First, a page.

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OpenID Authentication

From a web site developer's point of view, the OpenID authentication process consists of three steps:

  1. Show OpenID authentication form

  2. Accept OpenID identity and pass it to the OpenID provider

  3. Verify response from the OpenID provider

The OpenID authentication protocol actually requires more steps, but many of them are encapsulated inside Zend_OpenId_Consumer and are therefore transparent to the developer.

The end user initiates the OpenID authentication process by submitting his or her identification credentials with the appropriate form. The following example shows a simple form that accepts an OpenID identifier. Note that the example only demonstrates a login.

Example 640. The Simple OpenID Login form

form method="post" action="example-1_2.php"><fieldset>
legend>OpenID Login</legend>
input type="text" name="openid_identifier">
input type="submit" name="openid_action" value="login">

This form passes the OpenID identity on submission to the following PHP script that performs the second step of authentication. The PHP script need only call the Zend_OpenId_Consumer::login() method in this step. The first argument of this method is an accepted OpenID identity, and the second is the URL of a script that handles the third and last step of authentication.

Example 641. The Authentication Request Handler

= new Zend_OpenId_Consumer();
if (!
$consumer->login($_POST['openid_identifier'], 'example-1_3.php')) {
"OpenID login failed.");

The Zend_OpenId_Consumer::login() method performs discovery on a given identifier, and, if successful, obtains the address of the identity provider and its local identifier. It then creates an association to the given provider so that both the site and provider share a secret that is used to sign the subsequent messages. Finally, it passes an authentication request to the provider. This request redirects the end user's web browser to an OpenID server site, where the user can continue the authentication process.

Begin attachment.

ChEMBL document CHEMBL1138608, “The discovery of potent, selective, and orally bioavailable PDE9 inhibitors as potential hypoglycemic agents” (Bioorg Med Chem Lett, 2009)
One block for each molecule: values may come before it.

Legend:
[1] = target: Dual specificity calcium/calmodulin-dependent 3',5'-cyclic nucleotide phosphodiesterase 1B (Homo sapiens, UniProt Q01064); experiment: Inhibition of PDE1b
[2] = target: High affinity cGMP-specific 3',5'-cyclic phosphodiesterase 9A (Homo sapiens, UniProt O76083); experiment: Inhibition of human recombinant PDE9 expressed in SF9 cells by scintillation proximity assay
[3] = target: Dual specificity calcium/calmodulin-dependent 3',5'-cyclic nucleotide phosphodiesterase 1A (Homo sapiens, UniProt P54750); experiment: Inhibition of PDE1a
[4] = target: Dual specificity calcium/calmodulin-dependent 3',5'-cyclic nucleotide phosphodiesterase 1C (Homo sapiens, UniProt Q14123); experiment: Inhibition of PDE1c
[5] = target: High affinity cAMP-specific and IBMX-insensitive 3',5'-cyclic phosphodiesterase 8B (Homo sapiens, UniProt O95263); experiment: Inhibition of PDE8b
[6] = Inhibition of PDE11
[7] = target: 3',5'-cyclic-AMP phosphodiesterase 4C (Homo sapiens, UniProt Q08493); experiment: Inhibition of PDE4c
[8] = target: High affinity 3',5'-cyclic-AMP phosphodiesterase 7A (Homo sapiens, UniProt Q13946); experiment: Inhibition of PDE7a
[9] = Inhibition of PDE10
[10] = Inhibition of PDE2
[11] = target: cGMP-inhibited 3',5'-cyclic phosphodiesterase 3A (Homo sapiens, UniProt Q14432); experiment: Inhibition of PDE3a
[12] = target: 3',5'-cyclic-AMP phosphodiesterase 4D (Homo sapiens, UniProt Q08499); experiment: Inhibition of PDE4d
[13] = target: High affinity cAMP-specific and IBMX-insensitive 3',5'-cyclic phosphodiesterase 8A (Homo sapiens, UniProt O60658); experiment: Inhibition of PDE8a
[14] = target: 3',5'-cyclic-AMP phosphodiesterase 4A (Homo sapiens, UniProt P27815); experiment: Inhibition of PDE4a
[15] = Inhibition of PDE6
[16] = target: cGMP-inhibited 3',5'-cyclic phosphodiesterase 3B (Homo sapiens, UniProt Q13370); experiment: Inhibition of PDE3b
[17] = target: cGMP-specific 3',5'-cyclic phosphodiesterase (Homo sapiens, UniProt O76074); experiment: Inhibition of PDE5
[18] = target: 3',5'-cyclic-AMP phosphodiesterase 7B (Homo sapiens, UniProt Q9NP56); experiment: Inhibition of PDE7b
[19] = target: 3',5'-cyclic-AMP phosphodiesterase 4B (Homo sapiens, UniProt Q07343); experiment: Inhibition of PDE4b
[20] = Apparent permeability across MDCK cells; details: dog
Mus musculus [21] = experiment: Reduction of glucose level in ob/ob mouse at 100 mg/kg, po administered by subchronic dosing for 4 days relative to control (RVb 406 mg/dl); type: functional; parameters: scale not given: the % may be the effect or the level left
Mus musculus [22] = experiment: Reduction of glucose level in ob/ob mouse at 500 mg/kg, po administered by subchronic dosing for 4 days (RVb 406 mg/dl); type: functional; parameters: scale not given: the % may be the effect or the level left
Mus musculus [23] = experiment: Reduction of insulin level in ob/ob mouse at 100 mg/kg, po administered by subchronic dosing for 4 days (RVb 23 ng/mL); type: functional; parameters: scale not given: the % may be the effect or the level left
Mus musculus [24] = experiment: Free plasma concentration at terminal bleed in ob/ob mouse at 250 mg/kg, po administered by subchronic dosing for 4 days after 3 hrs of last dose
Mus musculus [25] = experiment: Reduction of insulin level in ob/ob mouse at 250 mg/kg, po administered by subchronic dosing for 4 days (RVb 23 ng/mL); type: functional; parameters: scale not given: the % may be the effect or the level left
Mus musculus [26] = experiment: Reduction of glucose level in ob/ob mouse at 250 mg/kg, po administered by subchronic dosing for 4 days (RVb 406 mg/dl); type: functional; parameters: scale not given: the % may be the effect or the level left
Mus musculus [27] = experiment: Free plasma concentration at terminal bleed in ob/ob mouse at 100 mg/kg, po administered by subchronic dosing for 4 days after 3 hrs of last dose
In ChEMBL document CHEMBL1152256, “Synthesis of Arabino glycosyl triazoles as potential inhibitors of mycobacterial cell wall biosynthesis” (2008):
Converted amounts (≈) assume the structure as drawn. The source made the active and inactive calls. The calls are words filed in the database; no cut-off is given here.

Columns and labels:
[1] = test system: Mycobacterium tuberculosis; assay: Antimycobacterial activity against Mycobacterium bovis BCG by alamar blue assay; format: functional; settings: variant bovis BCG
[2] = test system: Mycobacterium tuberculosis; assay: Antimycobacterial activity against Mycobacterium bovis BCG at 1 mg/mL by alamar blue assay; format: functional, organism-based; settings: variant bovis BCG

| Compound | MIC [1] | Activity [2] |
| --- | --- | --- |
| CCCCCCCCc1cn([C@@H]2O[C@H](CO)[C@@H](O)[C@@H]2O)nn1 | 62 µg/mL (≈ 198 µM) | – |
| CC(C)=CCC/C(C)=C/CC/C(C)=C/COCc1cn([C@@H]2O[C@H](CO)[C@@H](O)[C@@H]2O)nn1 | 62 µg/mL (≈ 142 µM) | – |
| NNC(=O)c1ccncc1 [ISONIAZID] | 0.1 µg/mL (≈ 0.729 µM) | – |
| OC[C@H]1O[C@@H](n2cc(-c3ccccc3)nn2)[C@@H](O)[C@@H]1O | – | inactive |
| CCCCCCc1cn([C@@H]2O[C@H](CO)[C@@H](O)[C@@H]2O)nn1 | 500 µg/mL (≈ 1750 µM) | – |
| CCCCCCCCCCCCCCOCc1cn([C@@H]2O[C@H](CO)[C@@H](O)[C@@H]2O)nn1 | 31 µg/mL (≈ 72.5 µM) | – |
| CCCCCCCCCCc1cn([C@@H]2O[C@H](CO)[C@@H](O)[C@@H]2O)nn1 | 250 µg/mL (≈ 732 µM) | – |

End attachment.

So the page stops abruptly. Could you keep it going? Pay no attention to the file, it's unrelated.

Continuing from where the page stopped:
An OpenID provider usually asks users for their password (if they weren't previously logged-in), whether the user trusts this site and what information may be returned to the site. These interactions are not visible to the OpenID consumer, so it can not obtain the user's password or other information that the user did not has not directed the OpenID provider to share with it.

On success, Zend_OpenId_Consumer::login() does not return, instead performing an HTTP redirection. However, if there is an error it may return FALSE. Errors may occur due to an invalid identity, unresponsive provider, communication error, etc.

The third step of authentication is initiated by the response from the OpenID provider, after it has authenticated the user's password. This response is passed indirectly, as an HTTP redirection using the end user's web browser. The consumer must now simply check that this response is valid.

Example 642. The Authentication Response Verifier

= new Zend_OpenId_Consumer();
if (
$consumer->verify($_GET$id)) {
"VALID " htmlspecialchars($id);
} else {
"INVALID " htmlspecialchars($id);

This check is performed using the Zend_OpenId_Consumer::verify method, which takes an array of the HTTP request's arguments and checks that this response is properly signed by the OpenID provider. It may assign the claimed OpenID identity that was entered by end user in the first step using a second, optional argument.

Zend Framework